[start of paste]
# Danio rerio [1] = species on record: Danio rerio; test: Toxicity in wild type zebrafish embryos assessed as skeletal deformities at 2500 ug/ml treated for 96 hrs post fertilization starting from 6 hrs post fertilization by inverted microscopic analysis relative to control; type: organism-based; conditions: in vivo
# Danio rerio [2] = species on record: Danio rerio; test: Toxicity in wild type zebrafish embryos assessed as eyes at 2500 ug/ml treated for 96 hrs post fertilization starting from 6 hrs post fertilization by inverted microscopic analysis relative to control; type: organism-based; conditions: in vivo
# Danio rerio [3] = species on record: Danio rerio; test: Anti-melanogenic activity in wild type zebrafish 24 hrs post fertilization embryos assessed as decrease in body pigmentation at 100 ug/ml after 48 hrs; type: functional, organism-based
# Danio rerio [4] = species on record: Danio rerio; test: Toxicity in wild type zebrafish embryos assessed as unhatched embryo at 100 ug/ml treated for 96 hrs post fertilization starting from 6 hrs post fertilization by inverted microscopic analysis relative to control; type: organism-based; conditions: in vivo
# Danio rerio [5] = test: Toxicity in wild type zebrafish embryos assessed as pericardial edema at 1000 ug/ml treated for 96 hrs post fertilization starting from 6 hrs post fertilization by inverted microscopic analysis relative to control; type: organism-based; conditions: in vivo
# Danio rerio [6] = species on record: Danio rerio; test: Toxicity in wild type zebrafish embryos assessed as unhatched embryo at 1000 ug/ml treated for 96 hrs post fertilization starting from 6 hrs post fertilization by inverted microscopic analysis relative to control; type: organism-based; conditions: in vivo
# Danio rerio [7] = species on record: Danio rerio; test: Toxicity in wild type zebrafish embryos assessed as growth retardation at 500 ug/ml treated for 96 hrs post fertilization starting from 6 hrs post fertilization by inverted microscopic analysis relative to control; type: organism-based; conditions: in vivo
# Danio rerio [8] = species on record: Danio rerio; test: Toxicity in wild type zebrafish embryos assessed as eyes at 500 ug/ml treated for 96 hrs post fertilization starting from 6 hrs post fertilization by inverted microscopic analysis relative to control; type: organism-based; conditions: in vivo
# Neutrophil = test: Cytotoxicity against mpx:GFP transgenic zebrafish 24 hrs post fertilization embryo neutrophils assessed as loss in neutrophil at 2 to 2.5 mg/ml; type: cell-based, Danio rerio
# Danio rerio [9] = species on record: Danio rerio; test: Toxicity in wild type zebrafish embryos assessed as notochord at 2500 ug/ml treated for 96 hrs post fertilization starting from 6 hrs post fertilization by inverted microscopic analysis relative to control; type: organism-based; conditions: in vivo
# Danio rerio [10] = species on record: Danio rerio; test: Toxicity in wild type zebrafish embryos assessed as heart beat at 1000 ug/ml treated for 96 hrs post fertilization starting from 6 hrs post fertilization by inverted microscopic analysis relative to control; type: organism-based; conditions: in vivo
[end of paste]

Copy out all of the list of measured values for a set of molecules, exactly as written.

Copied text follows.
# Danio rerio [1] = species on record: Danio rerio; test: Toxicity in wild type zebrafish embryos assessed as skeletal deformities at 2500 ug/ml treated for 96 hrs post fertilization starting from 6 hrs post fertilization by inverted microscopic analysis relative to control; type: organism-based; conditions: in vivo
# Danio rerio [2] = species on record: Danio rerio; test: Toxicity in wild type zebrafish embryos assessed as eyes at 2500 ug/ml treated for 96 hrs post fertilization starting from 6 hrs post fertilization by inverted microscopic analysis relative to control; type: organism-based; conditions: in vivo
# Danio rerio [3] = species on record: Danio rerio; test: Anti-melanogenic activity in wild type zebrafish 24 hrs post fertilization embryos assessed as decrease in body pigmentation at 100 ug/ml after 48 hrs; type: functional, organism-based
# Danio rerio [4] = species on record: Danio rerio; test: Toxicity in wild type zebrafish embryos assessed as unhatched embryo at 100 ug/ml treated for 96 hrs post fertilization starting from 6 hrs post fertilization by inverted microscopic analysis relative to control; type: organism-based; conditions: in vivo
# Danio rerio [5] = test: Toxicity in wild type zebrafish embryos assessed as pericardial edema at 1000 ug/ml treated for 96 hrs post fertilization starting from 6 hrs post fertilization by inverted microscopic analysis relative to control; type: organism-based; conditions: in vivo
# Danio rerio [6] = species on record: Danio rerio; test: Toxicity in wild type zebrafish embryos assessed as unhatched embryo at 1000 ug/ml treated for 96 hrs post fertilization starting from 6 hrs post fertilization by inverted microscopic analysis relative to control; type: organism-based; conditions: in vivo
# Danio rerio [7] = species on record: Danio rerio; test: Toxicity in wild type zebrafish embryos assessed as growth retardation at 500 ug/ml treated for 96 hrs post fertilization starting from 6 hrs post fertilization by inverted microscopic analysis relative to control; type: organism-based; conditions: in vivo
# Danio rerio [8] = species on record: Danio rerio; test: Toxicity in wild type zebrafish embryos assessed as eyes at 500 ug/ml treated for 96 hrs post fertilization starting from 6 hrs post fertilization by inverted microscopic analysis relative to control; type: organism-based; conditions: in vivo
# Neutrophil = test: Cytotoxicity against mpx:GFP transgenic zebrafish 24 hrs post fertilization embryo neutrophils assessed as loss in neutrophil at 2 to 2.5 mg/ml; type: cell-based, Danio rerio
# Danio rerio [9] = species on record: Danio rerio; test: Toxicity in wild type zebrafish embryos assessed as notochord at 2500 ug/ml treated for 96 hrs post fertilization starting from 6 hrs post fertilization by inverted microscopic analysis relative to control; type: organism-based; conditions: in vivo
# Danio rerio [10] = species on record: Danio rerio; test: Toxicity in wild type zebrafish embryos assessed as heart beat at 1000 ug/ml treated for 96 hrs post fertilization starting from 6 hrs post fertilization by inverted microscopic analysis relative to control; type: organism-based; conditions: in vivo